Binary analysis, decompilation, and reverse engineering are important topics relevant to security. Until we achieve fully-abstract compilation--there will always be a need to employ some level of sophistication to understand binaries as more than their source counterparts. Unfortunately, binary analysis and decompilation feel stuck in the stone age--production tools (IDA Pro, Ghidra) are often huge black boxes that allow little introspection into their workings and inability for a user to control the tool's decisions in a general way.
In this talk we will discuss two pieces of work: Assemblage and Reversi. Assemblage is a binary corpus construction, reproduction, and archival system. Assemblages are files containing metadata that can be used by a running Assemblage instance to download, configure, and build large binary corpuses from their source code. We will discuss our current implementation of Assemblage, which is running on 12 (4-8 core) nodes in the Syracuse University Research Computing Cluster. Assemblage currently builds ~30k Windows binaries per day, and performs indexing to relate input (source) and output (binary) code and artifacts. We discuss our imminent work in using Assemblage to generate binary corpuses for training machine learning systems for binary analysis (e.g., malware classifiers, neural variable identification).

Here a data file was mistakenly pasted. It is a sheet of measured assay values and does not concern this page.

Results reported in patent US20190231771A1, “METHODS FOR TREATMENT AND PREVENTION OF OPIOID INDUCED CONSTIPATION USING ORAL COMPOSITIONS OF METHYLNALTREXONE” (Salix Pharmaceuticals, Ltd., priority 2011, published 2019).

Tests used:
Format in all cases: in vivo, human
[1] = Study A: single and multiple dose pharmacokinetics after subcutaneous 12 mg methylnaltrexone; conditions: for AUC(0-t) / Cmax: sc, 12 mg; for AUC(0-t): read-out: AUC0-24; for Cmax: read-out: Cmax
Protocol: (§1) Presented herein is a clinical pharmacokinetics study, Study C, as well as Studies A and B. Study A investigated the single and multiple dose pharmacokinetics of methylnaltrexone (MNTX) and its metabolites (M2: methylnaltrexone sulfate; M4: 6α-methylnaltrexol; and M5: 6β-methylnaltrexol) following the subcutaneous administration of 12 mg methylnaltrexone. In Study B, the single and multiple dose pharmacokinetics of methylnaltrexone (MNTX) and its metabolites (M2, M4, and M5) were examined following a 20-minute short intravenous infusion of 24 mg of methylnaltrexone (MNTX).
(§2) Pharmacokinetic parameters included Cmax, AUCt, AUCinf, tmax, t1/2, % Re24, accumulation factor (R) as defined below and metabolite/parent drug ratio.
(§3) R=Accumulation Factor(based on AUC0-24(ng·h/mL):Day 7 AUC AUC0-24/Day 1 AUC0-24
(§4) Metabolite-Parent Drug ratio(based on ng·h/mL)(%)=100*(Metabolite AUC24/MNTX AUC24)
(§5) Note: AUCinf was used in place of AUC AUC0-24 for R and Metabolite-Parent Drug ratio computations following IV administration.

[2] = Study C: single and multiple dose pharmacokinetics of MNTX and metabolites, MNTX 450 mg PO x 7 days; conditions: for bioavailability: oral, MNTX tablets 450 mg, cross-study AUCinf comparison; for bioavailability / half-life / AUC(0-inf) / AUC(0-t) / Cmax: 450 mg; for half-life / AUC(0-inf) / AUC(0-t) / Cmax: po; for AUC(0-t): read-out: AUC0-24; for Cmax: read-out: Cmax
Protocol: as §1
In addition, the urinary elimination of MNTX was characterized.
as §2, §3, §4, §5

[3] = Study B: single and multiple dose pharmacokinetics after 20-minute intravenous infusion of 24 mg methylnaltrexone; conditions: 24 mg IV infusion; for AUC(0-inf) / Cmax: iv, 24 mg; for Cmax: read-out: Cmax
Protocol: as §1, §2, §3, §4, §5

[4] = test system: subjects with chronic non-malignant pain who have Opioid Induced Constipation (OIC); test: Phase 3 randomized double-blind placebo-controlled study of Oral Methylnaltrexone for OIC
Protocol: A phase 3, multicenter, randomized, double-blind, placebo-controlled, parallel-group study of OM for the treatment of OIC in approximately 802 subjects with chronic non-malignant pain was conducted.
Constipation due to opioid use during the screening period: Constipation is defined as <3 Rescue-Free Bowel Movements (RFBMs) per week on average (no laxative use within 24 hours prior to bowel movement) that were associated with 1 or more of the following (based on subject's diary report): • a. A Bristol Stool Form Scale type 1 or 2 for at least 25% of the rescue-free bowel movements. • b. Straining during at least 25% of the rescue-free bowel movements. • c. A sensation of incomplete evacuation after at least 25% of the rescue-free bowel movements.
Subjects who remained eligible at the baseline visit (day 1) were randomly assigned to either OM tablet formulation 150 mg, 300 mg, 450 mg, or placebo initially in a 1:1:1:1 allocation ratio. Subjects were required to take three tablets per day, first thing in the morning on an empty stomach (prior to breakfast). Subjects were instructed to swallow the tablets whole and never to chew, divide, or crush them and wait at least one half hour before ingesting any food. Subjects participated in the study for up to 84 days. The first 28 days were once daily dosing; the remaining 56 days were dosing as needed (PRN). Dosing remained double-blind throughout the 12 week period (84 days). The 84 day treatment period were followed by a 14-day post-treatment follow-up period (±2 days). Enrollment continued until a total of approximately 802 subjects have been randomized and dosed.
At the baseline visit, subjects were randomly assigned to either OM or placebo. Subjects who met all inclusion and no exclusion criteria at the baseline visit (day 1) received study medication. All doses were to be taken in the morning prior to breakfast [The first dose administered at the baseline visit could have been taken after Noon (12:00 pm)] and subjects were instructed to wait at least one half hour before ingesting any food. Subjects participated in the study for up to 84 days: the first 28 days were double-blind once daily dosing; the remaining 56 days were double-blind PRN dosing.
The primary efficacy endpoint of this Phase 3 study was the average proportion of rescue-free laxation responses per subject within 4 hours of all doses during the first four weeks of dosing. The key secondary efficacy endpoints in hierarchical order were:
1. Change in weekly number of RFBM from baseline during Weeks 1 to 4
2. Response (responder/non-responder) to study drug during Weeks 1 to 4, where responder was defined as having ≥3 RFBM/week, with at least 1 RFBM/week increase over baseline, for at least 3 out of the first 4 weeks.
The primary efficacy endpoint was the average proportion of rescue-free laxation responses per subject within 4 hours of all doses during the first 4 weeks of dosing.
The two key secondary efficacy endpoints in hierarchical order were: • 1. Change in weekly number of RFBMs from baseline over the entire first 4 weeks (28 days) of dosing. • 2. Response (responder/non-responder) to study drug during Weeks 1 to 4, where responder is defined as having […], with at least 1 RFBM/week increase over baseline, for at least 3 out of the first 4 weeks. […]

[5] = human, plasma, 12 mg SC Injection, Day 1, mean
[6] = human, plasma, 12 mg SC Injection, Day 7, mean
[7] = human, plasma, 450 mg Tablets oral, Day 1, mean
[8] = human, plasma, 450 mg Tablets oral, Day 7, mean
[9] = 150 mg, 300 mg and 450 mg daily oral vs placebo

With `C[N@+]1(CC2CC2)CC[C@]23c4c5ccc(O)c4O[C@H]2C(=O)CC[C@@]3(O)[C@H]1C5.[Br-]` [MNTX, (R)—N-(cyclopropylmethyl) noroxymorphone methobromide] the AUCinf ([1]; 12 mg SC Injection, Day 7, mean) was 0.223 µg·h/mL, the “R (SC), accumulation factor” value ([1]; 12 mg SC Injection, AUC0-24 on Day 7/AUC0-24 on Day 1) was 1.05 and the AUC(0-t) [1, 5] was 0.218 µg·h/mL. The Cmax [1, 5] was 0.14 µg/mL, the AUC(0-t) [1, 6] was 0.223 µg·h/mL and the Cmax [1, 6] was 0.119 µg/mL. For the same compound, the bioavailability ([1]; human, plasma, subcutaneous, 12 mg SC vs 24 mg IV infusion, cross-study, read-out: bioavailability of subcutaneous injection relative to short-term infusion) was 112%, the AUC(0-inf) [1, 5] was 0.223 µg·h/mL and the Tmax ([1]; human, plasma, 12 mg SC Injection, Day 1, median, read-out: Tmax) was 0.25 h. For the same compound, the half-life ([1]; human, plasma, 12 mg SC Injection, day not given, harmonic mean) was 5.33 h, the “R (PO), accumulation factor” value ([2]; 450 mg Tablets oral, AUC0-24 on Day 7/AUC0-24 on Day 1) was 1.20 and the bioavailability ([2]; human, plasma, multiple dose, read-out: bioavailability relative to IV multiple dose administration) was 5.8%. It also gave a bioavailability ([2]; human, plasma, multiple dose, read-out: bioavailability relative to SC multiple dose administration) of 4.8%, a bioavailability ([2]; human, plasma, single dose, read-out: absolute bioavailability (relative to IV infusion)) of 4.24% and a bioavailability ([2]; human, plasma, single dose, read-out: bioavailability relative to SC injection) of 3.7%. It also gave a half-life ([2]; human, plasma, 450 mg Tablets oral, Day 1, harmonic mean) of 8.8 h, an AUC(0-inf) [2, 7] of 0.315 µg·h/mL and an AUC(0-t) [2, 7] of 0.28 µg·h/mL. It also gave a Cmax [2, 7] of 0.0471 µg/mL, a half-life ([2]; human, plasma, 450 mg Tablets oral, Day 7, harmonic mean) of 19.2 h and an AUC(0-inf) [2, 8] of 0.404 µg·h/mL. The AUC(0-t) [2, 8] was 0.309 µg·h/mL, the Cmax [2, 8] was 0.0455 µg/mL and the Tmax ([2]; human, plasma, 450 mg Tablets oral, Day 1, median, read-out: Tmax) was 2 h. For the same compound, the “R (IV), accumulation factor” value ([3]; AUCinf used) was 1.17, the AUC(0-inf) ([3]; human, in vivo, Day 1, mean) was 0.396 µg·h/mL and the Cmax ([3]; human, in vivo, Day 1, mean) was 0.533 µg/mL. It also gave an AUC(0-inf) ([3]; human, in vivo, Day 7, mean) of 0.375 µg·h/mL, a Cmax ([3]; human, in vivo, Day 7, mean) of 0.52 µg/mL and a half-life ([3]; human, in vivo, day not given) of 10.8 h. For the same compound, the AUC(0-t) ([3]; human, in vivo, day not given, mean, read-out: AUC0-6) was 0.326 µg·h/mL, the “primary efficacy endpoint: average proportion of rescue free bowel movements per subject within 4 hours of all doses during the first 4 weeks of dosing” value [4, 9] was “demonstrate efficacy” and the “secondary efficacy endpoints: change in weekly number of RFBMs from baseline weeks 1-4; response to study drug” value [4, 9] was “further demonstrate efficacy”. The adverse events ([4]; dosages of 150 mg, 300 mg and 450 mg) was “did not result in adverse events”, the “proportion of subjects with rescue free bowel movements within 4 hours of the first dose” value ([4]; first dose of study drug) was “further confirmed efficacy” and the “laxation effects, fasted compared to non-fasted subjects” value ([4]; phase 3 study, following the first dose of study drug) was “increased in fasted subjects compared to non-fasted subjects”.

We will also discuss our in-progress work Reversi--a Datalog-based binary instrumentation system. Reversi uses Datalog to achieve extremely high-fidelity disassembly of arbitrary binaries, and allows writing declarative rules to perform binary instrumentation based on the results of program analyses used to derive the disassembly. We present initial results in using Reversi to replace AFL's (fuzzer) LLVM-based instrumentation. We show equivalent performance to AFL's rewriting, and strongly outperform AFL's QEMU-based binary-only instrumentation.